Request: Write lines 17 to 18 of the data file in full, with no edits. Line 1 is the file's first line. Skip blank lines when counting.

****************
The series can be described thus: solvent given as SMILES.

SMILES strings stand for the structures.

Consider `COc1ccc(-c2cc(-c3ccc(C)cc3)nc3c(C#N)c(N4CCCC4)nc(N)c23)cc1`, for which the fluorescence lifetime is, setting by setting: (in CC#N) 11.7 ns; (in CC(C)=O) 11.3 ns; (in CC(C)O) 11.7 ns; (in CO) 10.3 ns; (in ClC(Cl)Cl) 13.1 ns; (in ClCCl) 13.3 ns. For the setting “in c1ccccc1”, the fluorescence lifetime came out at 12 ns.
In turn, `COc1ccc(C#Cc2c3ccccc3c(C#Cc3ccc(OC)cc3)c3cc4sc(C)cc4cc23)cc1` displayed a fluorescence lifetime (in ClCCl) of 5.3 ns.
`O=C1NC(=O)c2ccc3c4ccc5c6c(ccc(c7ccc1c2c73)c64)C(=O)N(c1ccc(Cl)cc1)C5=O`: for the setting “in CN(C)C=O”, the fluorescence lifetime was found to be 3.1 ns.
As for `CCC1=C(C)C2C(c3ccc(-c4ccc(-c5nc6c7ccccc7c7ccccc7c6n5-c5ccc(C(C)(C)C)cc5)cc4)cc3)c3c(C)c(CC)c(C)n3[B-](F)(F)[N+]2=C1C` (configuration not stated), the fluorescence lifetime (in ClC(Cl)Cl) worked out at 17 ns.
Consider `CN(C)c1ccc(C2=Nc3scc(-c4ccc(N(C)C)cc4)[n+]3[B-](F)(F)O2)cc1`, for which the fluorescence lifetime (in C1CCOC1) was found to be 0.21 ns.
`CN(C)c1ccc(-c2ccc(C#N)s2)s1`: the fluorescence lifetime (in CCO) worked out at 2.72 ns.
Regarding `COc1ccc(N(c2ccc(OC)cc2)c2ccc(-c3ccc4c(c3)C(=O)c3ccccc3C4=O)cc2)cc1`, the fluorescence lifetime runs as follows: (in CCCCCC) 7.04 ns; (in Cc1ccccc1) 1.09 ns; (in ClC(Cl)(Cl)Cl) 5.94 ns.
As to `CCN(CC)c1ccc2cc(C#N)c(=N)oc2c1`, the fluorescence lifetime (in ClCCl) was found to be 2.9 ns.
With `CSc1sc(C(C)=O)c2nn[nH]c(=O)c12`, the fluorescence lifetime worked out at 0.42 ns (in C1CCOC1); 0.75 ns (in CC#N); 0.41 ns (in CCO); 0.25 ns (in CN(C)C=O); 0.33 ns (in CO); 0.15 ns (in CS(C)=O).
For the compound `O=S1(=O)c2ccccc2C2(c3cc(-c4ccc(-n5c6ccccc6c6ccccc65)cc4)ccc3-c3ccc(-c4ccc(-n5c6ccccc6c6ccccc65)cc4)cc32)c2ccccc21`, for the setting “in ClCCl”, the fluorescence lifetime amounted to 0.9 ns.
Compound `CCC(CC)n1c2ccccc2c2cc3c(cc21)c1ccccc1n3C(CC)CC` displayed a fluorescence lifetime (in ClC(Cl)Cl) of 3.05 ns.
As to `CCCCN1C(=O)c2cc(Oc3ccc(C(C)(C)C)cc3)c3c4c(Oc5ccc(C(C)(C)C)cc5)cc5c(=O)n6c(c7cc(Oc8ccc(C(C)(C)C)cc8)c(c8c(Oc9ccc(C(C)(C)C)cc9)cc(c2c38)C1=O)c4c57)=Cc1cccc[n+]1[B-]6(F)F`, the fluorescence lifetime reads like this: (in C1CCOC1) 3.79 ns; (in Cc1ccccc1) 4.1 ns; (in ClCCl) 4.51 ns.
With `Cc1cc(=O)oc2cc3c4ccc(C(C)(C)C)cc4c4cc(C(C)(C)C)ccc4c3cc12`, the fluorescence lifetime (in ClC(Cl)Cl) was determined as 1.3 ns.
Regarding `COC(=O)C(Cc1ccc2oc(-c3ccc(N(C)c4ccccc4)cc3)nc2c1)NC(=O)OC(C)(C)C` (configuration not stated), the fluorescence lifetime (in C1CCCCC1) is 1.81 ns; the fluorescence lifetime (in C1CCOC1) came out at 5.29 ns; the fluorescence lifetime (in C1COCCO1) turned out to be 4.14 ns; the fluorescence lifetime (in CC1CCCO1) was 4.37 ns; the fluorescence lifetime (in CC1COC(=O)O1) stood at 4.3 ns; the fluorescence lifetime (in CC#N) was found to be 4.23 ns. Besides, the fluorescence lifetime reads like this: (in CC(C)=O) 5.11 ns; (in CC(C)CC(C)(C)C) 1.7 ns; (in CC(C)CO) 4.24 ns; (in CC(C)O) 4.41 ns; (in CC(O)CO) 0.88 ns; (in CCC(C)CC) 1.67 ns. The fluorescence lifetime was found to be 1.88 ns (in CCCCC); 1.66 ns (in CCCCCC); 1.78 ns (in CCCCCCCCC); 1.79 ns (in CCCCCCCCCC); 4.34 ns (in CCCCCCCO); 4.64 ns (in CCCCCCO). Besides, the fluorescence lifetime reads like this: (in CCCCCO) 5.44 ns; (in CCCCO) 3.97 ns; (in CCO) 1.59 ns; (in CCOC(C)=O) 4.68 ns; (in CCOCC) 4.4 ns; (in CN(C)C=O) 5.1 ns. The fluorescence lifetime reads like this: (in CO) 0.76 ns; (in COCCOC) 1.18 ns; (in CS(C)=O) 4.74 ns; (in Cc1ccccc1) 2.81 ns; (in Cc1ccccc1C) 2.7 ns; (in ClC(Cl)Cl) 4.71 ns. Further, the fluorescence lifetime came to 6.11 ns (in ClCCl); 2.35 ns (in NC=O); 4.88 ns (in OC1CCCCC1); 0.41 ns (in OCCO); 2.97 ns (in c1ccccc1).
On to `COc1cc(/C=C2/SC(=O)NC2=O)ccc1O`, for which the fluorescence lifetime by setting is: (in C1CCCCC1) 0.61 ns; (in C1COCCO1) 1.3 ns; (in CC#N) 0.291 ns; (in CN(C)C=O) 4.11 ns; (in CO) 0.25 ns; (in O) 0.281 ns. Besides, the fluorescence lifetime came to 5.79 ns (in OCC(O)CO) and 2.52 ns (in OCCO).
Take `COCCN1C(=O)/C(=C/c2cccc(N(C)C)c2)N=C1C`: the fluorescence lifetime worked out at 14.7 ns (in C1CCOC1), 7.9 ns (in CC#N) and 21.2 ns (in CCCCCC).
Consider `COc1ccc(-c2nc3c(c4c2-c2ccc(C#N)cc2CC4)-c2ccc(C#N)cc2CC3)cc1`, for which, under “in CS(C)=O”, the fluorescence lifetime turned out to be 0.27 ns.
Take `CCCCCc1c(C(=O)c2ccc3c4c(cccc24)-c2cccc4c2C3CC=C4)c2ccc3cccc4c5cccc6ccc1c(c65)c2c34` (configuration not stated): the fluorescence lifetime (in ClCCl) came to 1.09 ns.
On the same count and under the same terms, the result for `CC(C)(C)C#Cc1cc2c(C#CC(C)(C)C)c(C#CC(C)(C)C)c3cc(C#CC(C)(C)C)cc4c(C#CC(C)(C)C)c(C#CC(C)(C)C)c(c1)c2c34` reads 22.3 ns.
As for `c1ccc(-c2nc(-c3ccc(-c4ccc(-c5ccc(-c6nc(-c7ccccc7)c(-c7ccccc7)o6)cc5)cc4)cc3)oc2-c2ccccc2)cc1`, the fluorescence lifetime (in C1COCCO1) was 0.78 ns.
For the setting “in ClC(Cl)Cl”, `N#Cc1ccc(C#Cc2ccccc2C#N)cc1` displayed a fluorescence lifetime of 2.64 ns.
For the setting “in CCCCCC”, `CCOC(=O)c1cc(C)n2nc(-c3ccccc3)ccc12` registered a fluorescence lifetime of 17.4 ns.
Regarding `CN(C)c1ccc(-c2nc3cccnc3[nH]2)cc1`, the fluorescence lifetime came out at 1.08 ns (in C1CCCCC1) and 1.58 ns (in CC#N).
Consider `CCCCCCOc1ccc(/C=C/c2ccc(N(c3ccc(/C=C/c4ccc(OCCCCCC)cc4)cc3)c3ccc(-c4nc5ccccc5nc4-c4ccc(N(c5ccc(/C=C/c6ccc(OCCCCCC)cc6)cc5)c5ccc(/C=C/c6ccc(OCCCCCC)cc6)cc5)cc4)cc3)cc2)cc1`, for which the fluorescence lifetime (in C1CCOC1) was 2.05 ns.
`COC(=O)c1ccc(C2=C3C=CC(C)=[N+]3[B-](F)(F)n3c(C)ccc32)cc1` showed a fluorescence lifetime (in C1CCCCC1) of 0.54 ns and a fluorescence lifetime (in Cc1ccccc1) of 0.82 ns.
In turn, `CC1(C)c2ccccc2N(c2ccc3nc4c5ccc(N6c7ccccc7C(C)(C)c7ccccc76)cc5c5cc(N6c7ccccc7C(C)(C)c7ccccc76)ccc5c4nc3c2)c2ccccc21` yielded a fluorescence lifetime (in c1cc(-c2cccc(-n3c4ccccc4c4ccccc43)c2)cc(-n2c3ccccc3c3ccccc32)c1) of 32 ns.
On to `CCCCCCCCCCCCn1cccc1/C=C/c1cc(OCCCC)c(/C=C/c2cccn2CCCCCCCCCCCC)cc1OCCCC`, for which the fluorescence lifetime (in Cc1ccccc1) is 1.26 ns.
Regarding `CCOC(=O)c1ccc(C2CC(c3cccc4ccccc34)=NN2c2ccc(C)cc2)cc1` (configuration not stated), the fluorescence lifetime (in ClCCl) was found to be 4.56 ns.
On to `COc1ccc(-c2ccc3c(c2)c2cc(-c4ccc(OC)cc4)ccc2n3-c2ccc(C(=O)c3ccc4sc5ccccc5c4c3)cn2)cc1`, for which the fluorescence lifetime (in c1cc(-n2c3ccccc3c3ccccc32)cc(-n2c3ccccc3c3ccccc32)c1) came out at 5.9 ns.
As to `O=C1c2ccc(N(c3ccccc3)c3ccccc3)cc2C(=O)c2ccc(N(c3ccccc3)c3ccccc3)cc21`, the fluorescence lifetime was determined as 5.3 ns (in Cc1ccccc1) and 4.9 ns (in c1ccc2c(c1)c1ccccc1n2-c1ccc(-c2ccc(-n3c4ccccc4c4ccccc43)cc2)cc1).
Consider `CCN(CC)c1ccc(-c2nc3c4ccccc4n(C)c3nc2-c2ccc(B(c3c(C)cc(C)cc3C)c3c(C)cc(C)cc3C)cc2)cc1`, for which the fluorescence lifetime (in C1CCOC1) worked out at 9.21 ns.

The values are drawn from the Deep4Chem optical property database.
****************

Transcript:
On to `COc1cc(/C=C2/SC(=O)NC2=O)ccc1O`, for which the fluorescence lifetime by setting is: (in C1CCCCC1) 0.61 ns; (in C1COCCO1) 1.3 ns; (in CC#N) 0.291 ns; (in CN(C)C=O) 4.11 ns; (in CO) 0.25 ns; (in O) 0.281 ns. Besides, the fluorescence lifetime came to 5.79 ns (in OCC(O)CO) and 2.52 ns (in OCCO).
Take `COCCN1C(=O)/C(=C/c2cccc(N(C)C)c2)N=C1C`: the fluorescence lifetime worked out at 14.7 ns (in C1CCOC1), 7.9 ns (in CC#N) and 21.2 ns (in CCCCCC).